Can a library realistically expand and diversify their digital collections while still meeting demand for bestsellers, though?

While single-user licenses are the most common way for libraries to add ebooks to their digital collections, it’s not the only licensing model available to them.

“In 2021, Big 5 titles accounted for 91% of bestselling adult hardcover sales and 77.4% of bestselling adult paperback sales.”

Digital Public Library Ecosystem 2023 (page 8)

Most media coverage of ebooks and libraries focuses on the “Big 5” publishers and their metered licensing models that not only make their ebooks significantly more expensive than print editions, but also expire and need to be renewed, usually every one or two years or after a specific number of checkouts. Not coincidentally, the vast majority of bestsellers are published by those five publishers, so libraries’ digital collections are effectively dominated by a handful of corporate publishers with the most expensive licenses, which need to be renewed periodically to remain in the library’s collection.

Titles from these five large publishers get the most marketing buzz and media coverage — not to mention free reviews and merchandising from librarians and libraries — creating demand that helps them become (and occasionally remain) bestsellers. Meanwhile, there are way more books published every month from dozens of other publishers in a wide range of categories that are just as good, and appeal to a wider range of readers who may not care about the latest bestsellers.

And then there’s the ever-growing backlist of titles that were published a year ago, or five years ago, most of which never hit a bestseller list but have distinct audiences who are often underserved in libraries’ digital collections for a variety of reasons. The biggest reason, though, is usually the cost of single-user licenses and the desire to keep hold ratios down on the most popular books.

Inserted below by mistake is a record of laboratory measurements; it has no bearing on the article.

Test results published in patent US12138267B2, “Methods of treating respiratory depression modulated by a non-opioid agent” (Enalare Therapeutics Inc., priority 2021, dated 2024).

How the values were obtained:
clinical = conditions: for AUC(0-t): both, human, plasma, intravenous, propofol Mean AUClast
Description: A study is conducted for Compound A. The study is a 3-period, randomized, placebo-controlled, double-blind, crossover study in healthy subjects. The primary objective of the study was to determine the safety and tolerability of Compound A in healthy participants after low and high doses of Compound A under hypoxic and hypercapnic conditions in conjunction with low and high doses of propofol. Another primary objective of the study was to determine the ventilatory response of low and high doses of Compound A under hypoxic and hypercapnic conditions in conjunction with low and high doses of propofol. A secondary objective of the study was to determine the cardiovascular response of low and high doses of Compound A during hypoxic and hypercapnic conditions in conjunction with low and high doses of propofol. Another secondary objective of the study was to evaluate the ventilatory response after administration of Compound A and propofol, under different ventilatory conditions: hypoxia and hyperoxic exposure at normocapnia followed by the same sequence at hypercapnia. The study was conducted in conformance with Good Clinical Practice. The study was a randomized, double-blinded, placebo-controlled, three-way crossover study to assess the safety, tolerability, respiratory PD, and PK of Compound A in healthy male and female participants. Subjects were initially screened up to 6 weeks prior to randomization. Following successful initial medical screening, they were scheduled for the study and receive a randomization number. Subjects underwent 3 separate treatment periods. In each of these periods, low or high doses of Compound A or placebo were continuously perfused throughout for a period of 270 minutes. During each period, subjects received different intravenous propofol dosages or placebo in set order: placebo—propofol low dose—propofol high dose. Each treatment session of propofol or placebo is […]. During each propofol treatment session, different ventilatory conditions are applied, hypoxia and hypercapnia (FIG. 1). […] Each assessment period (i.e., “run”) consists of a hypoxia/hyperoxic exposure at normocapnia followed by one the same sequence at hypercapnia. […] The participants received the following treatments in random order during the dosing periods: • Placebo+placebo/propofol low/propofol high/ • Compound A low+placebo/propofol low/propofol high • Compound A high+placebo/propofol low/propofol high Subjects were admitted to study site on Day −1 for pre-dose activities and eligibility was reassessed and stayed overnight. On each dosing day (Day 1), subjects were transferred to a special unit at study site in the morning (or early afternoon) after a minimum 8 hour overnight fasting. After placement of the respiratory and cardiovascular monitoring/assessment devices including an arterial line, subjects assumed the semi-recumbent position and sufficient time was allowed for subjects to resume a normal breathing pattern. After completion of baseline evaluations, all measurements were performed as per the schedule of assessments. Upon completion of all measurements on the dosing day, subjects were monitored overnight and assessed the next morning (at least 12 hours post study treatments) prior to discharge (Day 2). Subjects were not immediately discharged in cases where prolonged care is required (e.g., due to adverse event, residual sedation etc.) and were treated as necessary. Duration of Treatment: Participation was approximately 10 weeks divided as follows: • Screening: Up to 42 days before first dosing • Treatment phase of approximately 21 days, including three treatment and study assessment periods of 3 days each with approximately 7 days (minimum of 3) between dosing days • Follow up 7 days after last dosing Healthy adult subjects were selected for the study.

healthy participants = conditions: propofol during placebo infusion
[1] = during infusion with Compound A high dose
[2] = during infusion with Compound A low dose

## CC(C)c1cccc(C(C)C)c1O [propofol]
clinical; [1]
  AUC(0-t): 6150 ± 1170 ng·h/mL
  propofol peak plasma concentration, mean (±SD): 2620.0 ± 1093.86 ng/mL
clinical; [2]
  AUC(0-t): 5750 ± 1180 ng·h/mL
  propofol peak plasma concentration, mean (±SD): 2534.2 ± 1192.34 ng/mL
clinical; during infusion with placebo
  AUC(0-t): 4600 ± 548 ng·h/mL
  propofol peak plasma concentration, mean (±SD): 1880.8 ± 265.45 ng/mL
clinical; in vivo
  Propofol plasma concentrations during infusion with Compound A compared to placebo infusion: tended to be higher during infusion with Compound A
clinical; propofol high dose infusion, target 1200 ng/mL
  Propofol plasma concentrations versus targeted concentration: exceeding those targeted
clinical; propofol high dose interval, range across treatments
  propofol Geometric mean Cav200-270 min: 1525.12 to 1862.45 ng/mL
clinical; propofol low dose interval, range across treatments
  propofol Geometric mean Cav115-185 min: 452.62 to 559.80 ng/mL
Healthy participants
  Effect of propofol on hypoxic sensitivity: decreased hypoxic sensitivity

• What’s an equitable hold ratio for a bestseller vs. a midlist title?
  • What’s the hold ratio for a book that’s not available in a digital collection?
  • How well are readers of various genres that don’t typically land on mainstream bestseller lists being served in a digital collection that prioritizes bestsellers?

Most importantly, how does a library prioritize which readers deserve equitable access to ebooks, and which ones don’t?

Unlimited, Simultaneous Access and Library-Friendly Licensing

“The ability to provide instant access to digital materials is a key differentiator for Comics Plus. Instant access establishes credibility for Comics Plus among Gen Z patrons using school libraries and who are accustomed to Amazon’s Comixology or apps like MangaFox, Webtoon, and CrunchyRoll, subscription services that provide access to manga and anime.”

Digital Public Library Ecosystem 2023 (page 14)

Read All The Comics!Comics and manga have been one of the best selling categories in books the past few years, particularly with younger readers. Looking back at the top 5 comics on OverDrive and Comics Plus last year highlights something important about licensing models. All but a couple of the titles on both lists are related to well-known multimedia franchises, but four of OverDrive’s titles aren’t available on Comics Plus because their publishers don’t make their titles available via unlimited, simultaneous access licenses.